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Aging in Place: 3 Common Challenges for Seniors

by Joe Fleming
5 minutes read

When it comes to “aging in place,” seniors will often do whatever it takes to remain in their own home as long as possible (and avoid moving to assisted living, nursing homes, etc). Aging in place reflects on a senior’s independence, self-reliance, and overall health and wellbeing. With 80 million Americans being on the 65+ horizon in the next 20 years, understanding the common challenges to aging in place can equip them and their family and caregivers with the tools to successfully (and safely) remain in their homes.

Home Accessibility

Mobility limitations which so often accompany getting older often stem from an existing chronic condition or simply age-related muscle atrophy, loss of balance and coordination, and lower endurance and energy levels. As the Harvard Joint Center for Housing Studies points out, most homes in the U.S. are not designed with accessibility for older adults with mobility problems in mind.

Features like stairs up to the home as well as those within the home can pose challenges to people with mobility problems, as can narrow doorways and hallways, and cramped bathroom layouts. Preparing the home before a fall occurs can help prevent debilitating injury and save a lot of money, time, and stress down the road. Seniors and their families should think about installing ramps up to outside doors, upgrading bathrooms with walk-in showers and grab bars, and moving primary living and sleeping areas to first floor levels. Simple ease-of-use tools like dressing aids, reacher grabbers, and bath steps with handles can make a huge difference as well. Click here to find the best bath step with handle supports.

Reducing Social Isolation

While aging in place does afford you to remain in the home environment you love and are comfortable in, it does have the downside of keeping you outside of common senior social environments like retirement communities and even assisted living. Rates of anxiety and depression in seniors often get overlooked, however, they are very real and prominent mental health issues that can negatively impact a senior’s health and longevity.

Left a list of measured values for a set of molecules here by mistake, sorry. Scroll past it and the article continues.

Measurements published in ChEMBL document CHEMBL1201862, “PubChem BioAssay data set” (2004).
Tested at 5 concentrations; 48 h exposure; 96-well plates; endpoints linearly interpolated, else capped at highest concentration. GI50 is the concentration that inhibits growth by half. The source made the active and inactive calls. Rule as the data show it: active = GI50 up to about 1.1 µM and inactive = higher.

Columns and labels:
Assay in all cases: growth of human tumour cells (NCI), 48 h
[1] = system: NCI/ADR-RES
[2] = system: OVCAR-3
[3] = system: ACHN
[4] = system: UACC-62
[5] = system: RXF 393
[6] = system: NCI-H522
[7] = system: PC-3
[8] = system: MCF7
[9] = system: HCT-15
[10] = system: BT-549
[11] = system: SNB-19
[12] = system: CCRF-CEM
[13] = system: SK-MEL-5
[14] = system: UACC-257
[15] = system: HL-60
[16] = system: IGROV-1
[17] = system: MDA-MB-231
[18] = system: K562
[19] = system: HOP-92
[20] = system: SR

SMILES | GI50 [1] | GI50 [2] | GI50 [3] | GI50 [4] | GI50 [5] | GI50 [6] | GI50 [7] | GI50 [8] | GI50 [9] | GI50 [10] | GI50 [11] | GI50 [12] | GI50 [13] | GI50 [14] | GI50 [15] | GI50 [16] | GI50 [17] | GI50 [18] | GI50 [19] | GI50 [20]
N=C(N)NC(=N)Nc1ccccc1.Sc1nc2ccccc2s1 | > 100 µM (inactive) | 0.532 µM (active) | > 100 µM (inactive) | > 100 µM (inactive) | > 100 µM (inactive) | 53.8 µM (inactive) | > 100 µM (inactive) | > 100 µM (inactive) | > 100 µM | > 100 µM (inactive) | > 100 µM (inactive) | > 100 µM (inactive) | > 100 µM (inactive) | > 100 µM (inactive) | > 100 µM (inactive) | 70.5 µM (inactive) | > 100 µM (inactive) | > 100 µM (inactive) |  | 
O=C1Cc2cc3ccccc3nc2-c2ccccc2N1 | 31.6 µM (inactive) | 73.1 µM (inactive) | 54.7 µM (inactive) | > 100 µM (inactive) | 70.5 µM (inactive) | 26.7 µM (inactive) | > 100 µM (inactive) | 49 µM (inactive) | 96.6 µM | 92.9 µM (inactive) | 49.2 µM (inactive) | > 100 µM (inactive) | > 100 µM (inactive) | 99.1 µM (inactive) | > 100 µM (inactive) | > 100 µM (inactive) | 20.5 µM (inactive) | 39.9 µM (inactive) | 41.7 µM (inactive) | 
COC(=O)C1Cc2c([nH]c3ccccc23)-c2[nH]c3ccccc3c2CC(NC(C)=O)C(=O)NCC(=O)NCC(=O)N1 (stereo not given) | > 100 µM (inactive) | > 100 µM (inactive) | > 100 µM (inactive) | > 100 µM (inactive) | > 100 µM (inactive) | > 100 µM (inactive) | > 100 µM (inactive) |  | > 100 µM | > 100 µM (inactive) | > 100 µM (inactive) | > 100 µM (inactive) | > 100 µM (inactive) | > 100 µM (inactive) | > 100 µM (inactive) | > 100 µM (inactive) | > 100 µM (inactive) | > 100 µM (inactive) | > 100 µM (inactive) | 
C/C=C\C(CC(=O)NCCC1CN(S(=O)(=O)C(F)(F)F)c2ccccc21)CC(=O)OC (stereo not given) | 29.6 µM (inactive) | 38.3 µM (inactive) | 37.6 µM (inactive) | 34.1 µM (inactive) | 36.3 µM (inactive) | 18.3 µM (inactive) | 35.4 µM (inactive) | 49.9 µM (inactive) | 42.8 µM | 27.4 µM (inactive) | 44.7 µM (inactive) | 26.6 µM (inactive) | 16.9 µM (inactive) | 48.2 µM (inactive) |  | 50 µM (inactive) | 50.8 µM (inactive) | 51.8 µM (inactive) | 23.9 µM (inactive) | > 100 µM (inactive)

Seniors and their caregivers should prioritize regular social get-togethers or outings, and take advantage of technology for keeping in touch as well. Social media and live video chat software (i.e. with Skype or Facetime) can help seniors living alone in their homes stay connected with friends and family near and far. Community transportation services along with senior social or exercise programs can also help seniors stay active and get out of their house regularly.

Driving and Transportation

Much of self-reliant living depends on your ability to transport yourself – to doctor’s appointments, the pharmacy, to get groceries, meet up with a friend, etc. As a senior ages, financial woes, chronic illness, an accident, or vision impairment may prevent them from being able to keep their license and legally drive. This can be a huge blow to confidence levels and a senior’s sense of independence, and can make aging in place much more difficult.

To practice safe driving as you get older, experts recommend taking an updated senior driver improvement course, as well as practicing safe steps like:

  • Getting vision checked regularly

  • Avoiding driving at night

  • Driving in low-traffic periods of the day

  • Sticking with familiar routes and roads

  • Always turning on the headlights, even during the day

  • Wearing your seatbelt all the time

  • Minimizing distractions (like conversation or music) when driving

If chronic conditions like arthritis make driving physically difficult, seniors should play it safe and take precautionary methods in requesting rides from friends or family, researching community programs that provide transportation to seniors, or using ride-sharing apps like Uber or Lyft.

Additional concerns like managing chronic illness when living alone are becoming more and more ubiquitous in the senior population as rates of diabetes, obesity, and heart disease climb as well. Seniors won’t just need help with day to day medical needs, but potentially with fixing meals, paying bills, and keeping up with housework.

Retaining skilled caregivers or long-term care while aging in place continues to require more and more money as costs rise, placing a financial strain on senior retirement funds. Planning ahead for these types of expenses and examining health coverage options (see Senior Planning Services) can make a huge difference in being able to age in place or having to move.

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